One of the concept that was important for me to learn was DEBT VS EQUITY financing. Debt is much better since in an EQUITY financing if a company goes under investors will get crumbs after the company gets bailed out first. FTF is a DEBT financing platform. All of  their loans are first position mortgages with personal guarantee meaning if foreclosure does not meet the debt requirement, FTF can go after the borrower's personal assets.

Every loan has an appraisal report which I browse especially to eliminate properties on the flood planes. I have not found one yet. House needing flood insurance are hard to sell. Having access to the MLS, I have done comps on houses that are on the platform from CT and the appraisals are pretty close. FTF also cross checks the appraisals. You will notice that they only fund less than 70% of ARV and the borrowers have skin in the game.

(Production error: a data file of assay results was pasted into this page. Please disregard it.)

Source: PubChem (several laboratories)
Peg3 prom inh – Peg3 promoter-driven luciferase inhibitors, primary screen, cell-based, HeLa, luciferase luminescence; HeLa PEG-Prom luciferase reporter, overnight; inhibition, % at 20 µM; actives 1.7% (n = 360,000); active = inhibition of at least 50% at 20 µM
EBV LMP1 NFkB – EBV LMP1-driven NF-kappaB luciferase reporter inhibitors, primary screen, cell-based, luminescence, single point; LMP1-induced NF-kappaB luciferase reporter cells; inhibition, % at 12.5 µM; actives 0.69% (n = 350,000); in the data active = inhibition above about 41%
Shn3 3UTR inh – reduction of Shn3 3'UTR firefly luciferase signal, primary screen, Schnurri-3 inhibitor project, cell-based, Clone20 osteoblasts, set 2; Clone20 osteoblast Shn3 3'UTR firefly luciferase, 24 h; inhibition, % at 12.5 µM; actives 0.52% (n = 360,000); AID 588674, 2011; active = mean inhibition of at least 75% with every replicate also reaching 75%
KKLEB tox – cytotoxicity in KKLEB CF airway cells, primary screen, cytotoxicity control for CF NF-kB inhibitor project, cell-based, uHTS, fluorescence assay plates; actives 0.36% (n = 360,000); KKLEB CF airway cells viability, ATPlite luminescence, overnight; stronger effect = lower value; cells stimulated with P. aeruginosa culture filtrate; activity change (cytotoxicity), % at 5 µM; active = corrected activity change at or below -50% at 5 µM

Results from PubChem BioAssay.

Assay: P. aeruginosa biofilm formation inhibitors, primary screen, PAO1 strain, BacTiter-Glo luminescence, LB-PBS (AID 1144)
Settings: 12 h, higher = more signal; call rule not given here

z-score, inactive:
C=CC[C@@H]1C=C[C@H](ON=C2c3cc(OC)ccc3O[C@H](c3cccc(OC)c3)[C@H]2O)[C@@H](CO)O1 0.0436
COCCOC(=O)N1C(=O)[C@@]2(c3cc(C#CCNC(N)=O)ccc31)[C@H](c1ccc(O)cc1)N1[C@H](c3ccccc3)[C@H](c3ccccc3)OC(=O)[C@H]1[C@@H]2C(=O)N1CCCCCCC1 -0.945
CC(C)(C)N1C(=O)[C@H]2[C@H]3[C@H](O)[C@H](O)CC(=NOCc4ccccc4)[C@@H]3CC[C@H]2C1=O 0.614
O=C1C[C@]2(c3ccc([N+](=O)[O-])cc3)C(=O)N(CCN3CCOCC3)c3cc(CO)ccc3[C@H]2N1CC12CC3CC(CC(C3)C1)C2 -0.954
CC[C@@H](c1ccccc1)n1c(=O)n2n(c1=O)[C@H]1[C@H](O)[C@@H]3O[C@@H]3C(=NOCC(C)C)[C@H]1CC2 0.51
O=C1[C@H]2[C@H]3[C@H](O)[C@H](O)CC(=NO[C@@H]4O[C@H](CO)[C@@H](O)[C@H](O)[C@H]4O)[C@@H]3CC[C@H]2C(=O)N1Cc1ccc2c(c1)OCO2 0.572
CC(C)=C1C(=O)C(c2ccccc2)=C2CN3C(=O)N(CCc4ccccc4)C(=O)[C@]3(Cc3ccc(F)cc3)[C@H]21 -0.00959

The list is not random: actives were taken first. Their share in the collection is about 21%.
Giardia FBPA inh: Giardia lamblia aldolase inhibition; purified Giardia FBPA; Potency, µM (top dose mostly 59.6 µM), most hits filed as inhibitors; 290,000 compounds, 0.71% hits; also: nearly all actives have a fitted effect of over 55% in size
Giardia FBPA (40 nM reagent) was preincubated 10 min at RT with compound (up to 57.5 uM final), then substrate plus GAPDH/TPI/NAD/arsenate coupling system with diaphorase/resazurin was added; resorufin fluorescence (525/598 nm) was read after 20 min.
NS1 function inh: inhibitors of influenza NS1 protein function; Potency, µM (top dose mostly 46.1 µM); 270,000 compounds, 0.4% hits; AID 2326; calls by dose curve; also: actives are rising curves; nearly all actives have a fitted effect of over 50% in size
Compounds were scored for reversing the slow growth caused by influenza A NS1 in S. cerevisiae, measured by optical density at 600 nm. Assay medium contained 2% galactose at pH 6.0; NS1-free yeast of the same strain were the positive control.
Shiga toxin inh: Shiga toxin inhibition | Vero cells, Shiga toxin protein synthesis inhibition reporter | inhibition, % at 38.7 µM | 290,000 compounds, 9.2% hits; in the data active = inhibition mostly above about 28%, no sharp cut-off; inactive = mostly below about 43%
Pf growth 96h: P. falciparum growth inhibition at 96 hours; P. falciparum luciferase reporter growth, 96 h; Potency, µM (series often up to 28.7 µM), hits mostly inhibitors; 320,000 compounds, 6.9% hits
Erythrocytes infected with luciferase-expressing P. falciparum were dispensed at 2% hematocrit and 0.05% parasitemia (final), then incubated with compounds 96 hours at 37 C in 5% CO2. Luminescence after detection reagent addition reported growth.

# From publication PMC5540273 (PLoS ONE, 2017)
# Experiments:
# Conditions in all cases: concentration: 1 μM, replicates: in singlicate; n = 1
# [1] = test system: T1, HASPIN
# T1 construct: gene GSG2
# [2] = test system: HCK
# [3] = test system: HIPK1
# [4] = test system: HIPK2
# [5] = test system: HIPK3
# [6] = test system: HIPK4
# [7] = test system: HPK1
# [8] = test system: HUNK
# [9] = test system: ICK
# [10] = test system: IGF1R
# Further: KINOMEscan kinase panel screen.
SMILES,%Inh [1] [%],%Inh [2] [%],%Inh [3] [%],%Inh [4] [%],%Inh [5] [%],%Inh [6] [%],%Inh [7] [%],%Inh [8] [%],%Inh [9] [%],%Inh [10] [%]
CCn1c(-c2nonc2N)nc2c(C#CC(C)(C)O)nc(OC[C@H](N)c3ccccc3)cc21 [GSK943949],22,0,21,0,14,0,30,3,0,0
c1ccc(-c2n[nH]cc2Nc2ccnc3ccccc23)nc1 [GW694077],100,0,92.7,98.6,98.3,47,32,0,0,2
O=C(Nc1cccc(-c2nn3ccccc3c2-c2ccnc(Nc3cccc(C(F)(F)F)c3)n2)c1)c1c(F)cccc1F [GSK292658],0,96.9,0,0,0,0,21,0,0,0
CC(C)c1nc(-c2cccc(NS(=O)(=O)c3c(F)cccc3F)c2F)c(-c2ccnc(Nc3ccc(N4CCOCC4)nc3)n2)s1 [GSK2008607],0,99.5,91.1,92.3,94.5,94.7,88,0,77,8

I have asked the pressing question. Have you had to foreclose on any property and has the investor lost any money? Technically no on foreclosure, but one borrower handed over the property via deed in lieu. No loss on any investments. 

I also like Peer Street which is rated well. I chose to invest in both but prefer FTF for the higher interest rates. I like it that FTF know their flippers since they screened them and follow them.

A flipper I know told me that FTF appraiser literally showed up the next day after the application was approved. He was happy that everything happened quickly and efficiently. 

I’m seeing this discussion 2 years late, but still found it very helpful. Thank you all for the insight!